African American Genealogy
Tippah County, Mississippi
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|Surname||Researcher||Original Tippah Ancestor / Web Page|
|BLAKE||Buster Blake||(descendant of Danal (Daniel) Blake)|
||descendant of Willis K. Booth -
from Blue Mountain
|BOYD||Karmella Haynes||An African American Family Tree|
|GUYTON||Eileen Alberto||(descendant of Clarence Wilbur Guyton)|
|ROGAN||Karmella Haynes||An African American Family Tree|
|WILLIAMS||Karmella Haynes||An African American Family Tree|
Pension record of William Stitt. Married
“Abe Compton’s Plantation" in Tippah County, Mississippi. Widow
at the Blue Mountain Female College in Mississippi in 1897. She was a
of Abraham Guyton. “So many of these poor fellows were killed at Fort
that it will be a difficult matter for me to find comrades of Wm Stitt
that can identify him. Lewis Owen, “himself a federal
testified that Stitt served in a heavy artillery regiment and was
at Fort Pillow, and that he had been present at Stitt’s wedding to
Guyton. His widow testified that she was born in North Carolina (though
her master was apparently from South Carolina). Her name was Guyton
“the law required me to assume the name of my former owner.” Her master
was Abraham J. Guyton, “who removed from N.C. to Tippah County, Miss
I was about 6 years old [ca 1843]. A.J. Guyton settled, lived and died
about 5 miles from Blue Mountain. I was acquainted with Bill Stitt
6 years before I married him . He belonged to Mrs. Stitt who
on a Farm where the town of Blue Mountain is now located. He was dark,
colored, about 21 years old when I married him. We were married by
Stitt on the 24 day of December, 1859 at the A.J. Guyton plantation in
Tippah County, Mississippi. I never belonged to any person but A.J.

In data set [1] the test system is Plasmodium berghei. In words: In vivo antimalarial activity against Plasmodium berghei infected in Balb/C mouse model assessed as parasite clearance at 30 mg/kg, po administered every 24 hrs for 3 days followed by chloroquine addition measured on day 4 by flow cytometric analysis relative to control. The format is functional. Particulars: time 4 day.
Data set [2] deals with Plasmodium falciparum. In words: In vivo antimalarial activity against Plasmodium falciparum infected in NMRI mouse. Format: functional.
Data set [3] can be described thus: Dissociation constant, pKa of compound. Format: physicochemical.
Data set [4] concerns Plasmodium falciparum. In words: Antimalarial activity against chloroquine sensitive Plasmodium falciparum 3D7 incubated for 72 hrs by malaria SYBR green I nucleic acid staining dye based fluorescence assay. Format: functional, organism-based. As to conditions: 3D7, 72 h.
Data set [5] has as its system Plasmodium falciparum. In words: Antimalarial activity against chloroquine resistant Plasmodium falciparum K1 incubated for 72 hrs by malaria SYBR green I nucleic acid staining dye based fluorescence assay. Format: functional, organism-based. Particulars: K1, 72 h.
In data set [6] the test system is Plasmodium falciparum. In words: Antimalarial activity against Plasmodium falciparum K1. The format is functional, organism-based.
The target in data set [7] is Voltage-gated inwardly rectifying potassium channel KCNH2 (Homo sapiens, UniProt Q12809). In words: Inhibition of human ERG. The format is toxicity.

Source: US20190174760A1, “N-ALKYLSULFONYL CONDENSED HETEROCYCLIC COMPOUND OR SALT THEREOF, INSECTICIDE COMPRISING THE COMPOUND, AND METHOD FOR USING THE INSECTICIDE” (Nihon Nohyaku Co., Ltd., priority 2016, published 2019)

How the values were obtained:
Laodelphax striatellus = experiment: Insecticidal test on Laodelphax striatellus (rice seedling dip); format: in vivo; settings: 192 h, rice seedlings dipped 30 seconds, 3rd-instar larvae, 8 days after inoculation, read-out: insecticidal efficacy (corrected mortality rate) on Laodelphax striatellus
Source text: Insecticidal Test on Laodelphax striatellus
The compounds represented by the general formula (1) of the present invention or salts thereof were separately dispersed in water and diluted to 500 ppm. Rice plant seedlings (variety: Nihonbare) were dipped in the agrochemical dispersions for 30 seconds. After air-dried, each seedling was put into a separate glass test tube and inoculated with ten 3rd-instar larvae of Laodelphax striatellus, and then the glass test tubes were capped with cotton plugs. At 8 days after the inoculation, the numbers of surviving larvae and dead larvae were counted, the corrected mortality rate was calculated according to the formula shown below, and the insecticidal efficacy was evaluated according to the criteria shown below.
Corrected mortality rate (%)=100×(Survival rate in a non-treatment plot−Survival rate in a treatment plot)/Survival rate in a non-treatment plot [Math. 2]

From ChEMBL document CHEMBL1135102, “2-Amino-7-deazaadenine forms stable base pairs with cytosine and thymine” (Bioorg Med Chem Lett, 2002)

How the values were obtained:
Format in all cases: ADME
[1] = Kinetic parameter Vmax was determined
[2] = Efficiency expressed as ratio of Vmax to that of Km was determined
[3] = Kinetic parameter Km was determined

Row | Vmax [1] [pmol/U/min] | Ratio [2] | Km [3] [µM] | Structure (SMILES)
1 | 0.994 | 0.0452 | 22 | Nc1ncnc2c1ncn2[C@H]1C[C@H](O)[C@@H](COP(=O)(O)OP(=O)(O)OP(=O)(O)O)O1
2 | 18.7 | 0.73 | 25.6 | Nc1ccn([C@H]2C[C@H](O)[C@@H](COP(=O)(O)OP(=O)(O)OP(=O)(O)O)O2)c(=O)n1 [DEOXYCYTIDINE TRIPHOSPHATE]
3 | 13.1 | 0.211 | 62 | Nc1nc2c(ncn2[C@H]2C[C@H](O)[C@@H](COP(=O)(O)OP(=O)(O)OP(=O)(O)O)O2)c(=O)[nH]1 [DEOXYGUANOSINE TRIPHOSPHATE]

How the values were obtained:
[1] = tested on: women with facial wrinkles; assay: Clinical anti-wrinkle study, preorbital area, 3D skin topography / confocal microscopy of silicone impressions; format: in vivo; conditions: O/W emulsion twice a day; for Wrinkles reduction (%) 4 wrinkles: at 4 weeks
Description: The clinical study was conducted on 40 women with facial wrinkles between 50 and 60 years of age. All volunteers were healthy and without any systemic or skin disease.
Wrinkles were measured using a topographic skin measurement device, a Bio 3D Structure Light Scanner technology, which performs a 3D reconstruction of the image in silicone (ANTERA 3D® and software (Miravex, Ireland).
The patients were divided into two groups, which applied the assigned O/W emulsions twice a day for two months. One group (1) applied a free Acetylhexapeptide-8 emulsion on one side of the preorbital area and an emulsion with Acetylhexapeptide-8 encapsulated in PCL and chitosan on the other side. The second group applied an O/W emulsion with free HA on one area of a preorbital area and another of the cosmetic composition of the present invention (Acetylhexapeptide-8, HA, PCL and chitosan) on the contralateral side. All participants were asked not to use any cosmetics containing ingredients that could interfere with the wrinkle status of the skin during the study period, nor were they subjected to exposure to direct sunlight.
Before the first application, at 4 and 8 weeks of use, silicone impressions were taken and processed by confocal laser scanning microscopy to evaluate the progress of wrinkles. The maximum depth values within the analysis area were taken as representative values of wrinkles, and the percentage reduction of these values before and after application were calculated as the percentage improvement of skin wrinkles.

Guyton was the only soldier that belonged to the company that
belonged to that escaped. He told all about my husband. James Guyton is
dead.” Elizabeth married again in August, 1869 to Simon Jackson.
Spight was “a colored soldier who lived in this neighborhood.” A
days before the battle he returned home and reported that Stitt was
at Fort Pillow, and “the next I heard [about] my husband was by an
soldier from Fort Pillow,” James Guyton. “He told me that my husband
killed.” Elizabeth immediately examined the casualty list, and “his
was found among the Killed of Co A. -- 11th U.S.C.I.” Elizabeth had a
named Lawson Guyton. Her master had a son named J.J. Guyton, who also
on Elizabeth’s behalf. “My father’s slaves always got his consent to
he said, "and I know this was an authorized marriage.” Eliza lived on
the Guyton place until she remarried in 1869.
Information provided by Andrew Ward
African American Cemeteries Online AfriGeneas Web Page African American Resource Center Cyndi's List - African American MSGEN WEB African American Resources Mississippi Large Slave Holders of 1860
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Thanks, Melissa McCoy-Bell
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